This first installment, entitled Change the World, sets the tone for the rest. To make a career from your calling is to change the world. If you're not changing the world, it's not a career: it's just a job.

You probably didn’t learn how to change the world in school, and your orientation meetings at work probably didn’t cover that either. You probably think I’m going to suggest making a long-term career plan to become a CEO who can influence a big company, or getting a patent that helps cure cancer.

Goal-setting is big these days. But it rarely happens like that. Life happens a minute at a time and a person at a time. Changing the world is about small things in the moment. Honesty in small things is no small thing, as we say in Denmark.

It’s not a choice: you can't help but change the world. The autumn butterflies here in Denmark really do affect the hurricanes off the American coast. Every selfless—or selfish—act at school or work affects dozens of people, each of whom in turn touches dozens more. Just look, and you’ll notice it.

As I wrote as guest editor of an IEEE Software issue in 1999, the work of computing professionals is woven into the fabric of society. We put our pants on one leg at a time; we write code one line at a time. We don’t view each one as changing the world. But the lines add up, each one contributing its small bit. This perspective captures the sentiments of the architect Christopher Alexander, who would say that communities grow through millions of selfless acts of thousands of individuals. What it means to earn your place in history isn’t to become one of The Greats, but to be fully human.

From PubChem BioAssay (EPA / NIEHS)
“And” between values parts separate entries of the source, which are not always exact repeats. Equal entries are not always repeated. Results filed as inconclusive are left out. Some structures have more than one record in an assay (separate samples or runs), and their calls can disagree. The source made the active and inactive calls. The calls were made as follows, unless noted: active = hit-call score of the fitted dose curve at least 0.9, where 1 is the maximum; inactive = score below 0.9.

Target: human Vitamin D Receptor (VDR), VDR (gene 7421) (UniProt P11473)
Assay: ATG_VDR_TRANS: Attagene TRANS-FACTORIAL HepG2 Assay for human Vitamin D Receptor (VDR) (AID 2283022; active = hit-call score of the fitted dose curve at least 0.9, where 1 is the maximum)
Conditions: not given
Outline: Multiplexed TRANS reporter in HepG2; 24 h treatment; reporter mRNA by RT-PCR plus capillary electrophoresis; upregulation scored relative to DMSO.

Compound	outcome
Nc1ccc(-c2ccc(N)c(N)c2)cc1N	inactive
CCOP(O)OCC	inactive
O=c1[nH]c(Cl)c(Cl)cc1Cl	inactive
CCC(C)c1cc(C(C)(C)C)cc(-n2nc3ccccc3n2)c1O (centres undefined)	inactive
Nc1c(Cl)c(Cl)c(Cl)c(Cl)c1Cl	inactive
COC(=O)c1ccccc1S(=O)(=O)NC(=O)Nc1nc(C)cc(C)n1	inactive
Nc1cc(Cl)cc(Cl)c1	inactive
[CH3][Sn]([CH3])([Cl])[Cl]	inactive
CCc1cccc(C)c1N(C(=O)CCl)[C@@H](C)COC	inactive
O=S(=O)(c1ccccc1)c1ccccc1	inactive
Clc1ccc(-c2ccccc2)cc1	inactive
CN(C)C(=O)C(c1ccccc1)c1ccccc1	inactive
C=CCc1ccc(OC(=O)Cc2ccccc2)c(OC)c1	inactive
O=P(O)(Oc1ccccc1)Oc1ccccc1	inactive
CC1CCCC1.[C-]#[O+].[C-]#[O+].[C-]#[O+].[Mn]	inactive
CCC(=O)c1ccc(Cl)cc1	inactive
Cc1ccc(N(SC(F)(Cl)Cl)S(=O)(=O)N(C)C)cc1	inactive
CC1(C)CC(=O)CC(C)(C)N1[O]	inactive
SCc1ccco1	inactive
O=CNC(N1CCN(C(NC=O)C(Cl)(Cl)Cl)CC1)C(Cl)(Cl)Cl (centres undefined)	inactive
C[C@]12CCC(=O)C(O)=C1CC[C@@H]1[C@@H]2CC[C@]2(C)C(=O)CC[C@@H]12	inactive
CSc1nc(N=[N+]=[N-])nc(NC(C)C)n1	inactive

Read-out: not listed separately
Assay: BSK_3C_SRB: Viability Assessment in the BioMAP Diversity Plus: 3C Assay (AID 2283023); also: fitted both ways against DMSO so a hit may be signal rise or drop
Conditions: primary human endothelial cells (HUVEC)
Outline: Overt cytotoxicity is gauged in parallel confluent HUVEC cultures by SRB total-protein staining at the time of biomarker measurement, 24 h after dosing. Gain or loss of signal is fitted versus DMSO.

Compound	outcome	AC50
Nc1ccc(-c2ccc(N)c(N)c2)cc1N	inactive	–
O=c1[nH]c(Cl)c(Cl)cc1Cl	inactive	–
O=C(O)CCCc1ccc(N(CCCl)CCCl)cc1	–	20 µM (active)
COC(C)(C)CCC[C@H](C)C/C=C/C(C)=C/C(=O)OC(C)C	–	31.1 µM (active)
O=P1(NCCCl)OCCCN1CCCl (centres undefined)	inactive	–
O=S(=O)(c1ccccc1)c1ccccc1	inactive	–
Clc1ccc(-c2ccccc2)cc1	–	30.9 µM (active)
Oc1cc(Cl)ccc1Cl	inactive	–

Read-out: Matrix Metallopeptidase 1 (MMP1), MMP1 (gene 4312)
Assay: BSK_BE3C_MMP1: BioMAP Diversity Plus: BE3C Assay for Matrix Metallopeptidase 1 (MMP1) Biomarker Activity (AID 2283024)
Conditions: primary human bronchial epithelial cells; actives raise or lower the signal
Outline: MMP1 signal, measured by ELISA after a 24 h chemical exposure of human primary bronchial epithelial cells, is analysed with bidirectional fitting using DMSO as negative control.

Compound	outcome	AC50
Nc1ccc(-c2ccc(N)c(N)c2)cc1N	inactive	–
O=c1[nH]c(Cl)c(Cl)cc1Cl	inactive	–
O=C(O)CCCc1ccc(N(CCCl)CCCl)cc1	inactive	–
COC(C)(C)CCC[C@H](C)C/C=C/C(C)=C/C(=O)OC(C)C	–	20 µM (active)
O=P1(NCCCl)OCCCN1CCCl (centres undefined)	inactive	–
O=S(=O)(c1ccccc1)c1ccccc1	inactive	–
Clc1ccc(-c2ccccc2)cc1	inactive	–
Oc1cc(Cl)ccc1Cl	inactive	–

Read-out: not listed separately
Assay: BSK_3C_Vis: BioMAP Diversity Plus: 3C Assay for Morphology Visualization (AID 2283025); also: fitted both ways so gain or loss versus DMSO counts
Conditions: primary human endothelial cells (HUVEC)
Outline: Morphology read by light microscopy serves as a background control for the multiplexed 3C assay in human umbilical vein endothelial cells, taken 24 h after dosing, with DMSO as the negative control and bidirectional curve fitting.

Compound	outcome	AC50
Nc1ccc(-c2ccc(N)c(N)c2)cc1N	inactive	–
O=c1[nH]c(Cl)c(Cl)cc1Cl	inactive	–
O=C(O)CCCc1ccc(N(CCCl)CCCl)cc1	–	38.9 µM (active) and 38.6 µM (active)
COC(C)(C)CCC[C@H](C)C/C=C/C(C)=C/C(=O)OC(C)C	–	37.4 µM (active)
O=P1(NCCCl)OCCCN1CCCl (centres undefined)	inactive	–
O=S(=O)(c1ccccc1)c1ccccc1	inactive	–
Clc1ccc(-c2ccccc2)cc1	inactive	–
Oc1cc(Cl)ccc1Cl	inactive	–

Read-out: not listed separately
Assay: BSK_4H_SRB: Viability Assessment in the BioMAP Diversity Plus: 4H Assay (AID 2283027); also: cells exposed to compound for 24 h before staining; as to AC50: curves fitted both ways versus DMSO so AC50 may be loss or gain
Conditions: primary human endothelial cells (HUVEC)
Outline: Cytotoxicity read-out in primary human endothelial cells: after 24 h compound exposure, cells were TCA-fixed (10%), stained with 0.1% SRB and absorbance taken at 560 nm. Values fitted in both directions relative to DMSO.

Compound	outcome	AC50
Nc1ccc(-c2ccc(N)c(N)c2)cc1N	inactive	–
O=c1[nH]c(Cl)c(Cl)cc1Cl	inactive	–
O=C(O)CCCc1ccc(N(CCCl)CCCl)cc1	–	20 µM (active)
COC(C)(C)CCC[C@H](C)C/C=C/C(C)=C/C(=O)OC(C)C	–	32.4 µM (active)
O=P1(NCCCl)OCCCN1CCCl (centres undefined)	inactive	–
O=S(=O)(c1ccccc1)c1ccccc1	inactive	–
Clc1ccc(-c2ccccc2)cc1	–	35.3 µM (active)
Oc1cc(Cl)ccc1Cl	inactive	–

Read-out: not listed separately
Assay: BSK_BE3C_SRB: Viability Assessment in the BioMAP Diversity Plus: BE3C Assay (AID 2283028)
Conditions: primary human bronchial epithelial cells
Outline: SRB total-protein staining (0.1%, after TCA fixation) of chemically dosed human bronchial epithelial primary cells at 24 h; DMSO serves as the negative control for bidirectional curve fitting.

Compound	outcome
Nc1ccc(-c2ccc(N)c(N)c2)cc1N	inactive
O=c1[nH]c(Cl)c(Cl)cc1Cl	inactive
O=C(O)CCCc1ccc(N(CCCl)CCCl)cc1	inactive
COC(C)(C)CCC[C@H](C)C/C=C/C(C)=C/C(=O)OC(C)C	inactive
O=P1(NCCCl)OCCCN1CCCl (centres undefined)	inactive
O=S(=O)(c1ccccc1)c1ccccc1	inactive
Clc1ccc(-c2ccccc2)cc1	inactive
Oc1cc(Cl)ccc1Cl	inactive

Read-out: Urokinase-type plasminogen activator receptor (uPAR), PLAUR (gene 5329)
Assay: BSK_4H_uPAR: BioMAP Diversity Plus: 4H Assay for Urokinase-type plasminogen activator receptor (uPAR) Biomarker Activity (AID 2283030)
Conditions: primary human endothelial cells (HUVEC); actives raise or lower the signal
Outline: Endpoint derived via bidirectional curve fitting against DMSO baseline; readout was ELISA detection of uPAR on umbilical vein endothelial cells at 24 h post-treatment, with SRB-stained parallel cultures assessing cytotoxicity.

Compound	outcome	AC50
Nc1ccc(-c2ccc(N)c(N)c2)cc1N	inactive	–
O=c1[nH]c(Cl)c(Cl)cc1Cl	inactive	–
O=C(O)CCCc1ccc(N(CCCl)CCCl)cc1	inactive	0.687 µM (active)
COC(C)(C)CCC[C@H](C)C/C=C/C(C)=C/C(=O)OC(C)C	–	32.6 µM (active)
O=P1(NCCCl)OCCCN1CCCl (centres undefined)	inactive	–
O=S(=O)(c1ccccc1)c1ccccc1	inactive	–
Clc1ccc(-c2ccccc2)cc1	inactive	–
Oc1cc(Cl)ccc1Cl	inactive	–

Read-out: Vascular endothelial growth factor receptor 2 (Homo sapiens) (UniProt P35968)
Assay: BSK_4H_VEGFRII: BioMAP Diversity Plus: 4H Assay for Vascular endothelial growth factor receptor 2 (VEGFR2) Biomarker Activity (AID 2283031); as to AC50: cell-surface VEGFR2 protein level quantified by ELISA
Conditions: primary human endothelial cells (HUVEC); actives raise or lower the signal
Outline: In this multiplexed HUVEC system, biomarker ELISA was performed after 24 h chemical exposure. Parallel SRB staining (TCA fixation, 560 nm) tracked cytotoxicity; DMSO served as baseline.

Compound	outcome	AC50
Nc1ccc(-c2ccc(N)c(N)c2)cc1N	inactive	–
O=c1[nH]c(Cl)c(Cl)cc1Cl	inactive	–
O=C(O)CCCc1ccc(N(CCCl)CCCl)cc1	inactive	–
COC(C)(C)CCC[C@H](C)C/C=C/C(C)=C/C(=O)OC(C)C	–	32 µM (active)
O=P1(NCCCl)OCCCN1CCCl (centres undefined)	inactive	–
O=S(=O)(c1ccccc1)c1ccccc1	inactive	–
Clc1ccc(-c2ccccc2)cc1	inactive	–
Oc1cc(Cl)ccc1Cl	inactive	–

Engineering history offers plenty of evidence for this. Who invented the telescope? Photography? The telephone? History usually honors a single individual because it wrongly ascribes progress to individual genius. The anthropologist Kroeber points out that each of these was “discovered” independently by two or three people within the same year (Alfred Kroeber, Anthropology: Culture, Patterns and Process, 1948, p. 140).

Millions of earlier selfless acts accumulated in the fullness of time. We have the thousands of individuals of the preceding decades and centuries to thank for that.

It is, however, important to know where you fit in. Contemplate how your actions affect your customers, and beyond, to your end users. Think of how your actions open and close doors for your colleagues: the everyday stuff.

The bad news is that you must become more attentive to the details at work, ever comparing today with yesterday. That implies measuring yourself not by how much you know, but by the rate at which you are learning.

The good news is that you don't have to be a rock star to change the world. The few opportunities the world has given me to change its course haven't come as I stand at the tiller, but as the breath of my voice adds to thousands more to fill the sails.

Let’s change the world.